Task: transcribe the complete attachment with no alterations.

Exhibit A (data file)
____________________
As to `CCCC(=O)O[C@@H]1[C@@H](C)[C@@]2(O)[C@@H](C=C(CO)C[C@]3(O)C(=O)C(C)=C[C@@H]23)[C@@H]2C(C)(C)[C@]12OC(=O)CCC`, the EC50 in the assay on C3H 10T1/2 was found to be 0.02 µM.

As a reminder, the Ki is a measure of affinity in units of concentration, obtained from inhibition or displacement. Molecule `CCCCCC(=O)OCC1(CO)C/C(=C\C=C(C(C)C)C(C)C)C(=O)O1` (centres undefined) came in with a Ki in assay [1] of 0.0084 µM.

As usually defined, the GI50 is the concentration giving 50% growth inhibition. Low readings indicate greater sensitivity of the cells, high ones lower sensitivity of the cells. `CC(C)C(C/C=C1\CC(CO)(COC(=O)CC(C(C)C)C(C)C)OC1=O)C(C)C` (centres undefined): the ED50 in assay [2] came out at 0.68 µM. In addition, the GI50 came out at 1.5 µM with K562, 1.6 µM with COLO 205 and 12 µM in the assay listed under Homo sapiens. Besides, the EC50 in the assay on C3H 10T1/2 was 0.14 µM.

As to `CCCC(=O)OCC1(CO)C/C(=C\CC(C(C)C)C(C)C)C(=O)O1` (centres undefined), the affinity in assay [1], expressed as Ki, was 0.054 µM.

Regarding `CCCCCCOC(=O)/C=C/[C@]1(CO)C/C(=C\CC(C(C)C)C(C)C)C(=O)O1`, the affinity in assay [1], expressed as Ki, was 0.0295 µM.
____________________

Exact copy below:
As to `CCCC(=O)O[C@@H]1[C@@H](C)[C@@]2(O)[C@@H](C=C(CO)C[C@]3(O)C(=O)C(C)=C[C@@H]23)[C@@H]2C(C)(C)[C@]12OC(=O)CCC`, the EC50 in the assay on C3H 10T1/2 was found to be 0.02 µM.

As a reminder, the Ki is a measure of affinity in units of concentration, obtained from inhibition or displacement. Molecule `CCCCCC(=O)OCC1(CO)C/C(=C\C=C(C(C)C)C(C)C)C(=O)O1` (centres undefined) came in with a Ki in assay [1] of 0.0084 µM.

As usually defined, the GI50 is the concentration giving 50% growth inhibition. Low readings indicate greater sensitivity of the cells, high ones lower sensitivity of the cells. `CC(C)C(C/C=C1\CC(CO)(COC(=O)CC(C(C)C)C(C)C)OC1=O)C(C)C` (centres undefined): the ED50 in assay [2] came out at 0.68 µM. In addition, the GI50 came out at 1.5 µM with K562, 1.6 µM with COLO 205 and 12 µM in the assay listed under Homo sapiens. Besides, the EC50 in the assay on C3H 10T1/2 was 0.14 µM.

As to `CCCC(=O)OCC1(CO)C/C(=C\CC(C(C)C)C(C)C)C(=O)O1` (centres undefined), the affinity in assay [1], expressed as Ki, was 0.054 µM.

Regarding `CCCCCCOC(=O)/C=C/[C@]1(CO)C/C(=C\CC(C(C)C)C(C)C)C(=O)O1`, the affinity in assay [1], expressed as Ki, was 0.0295 µM.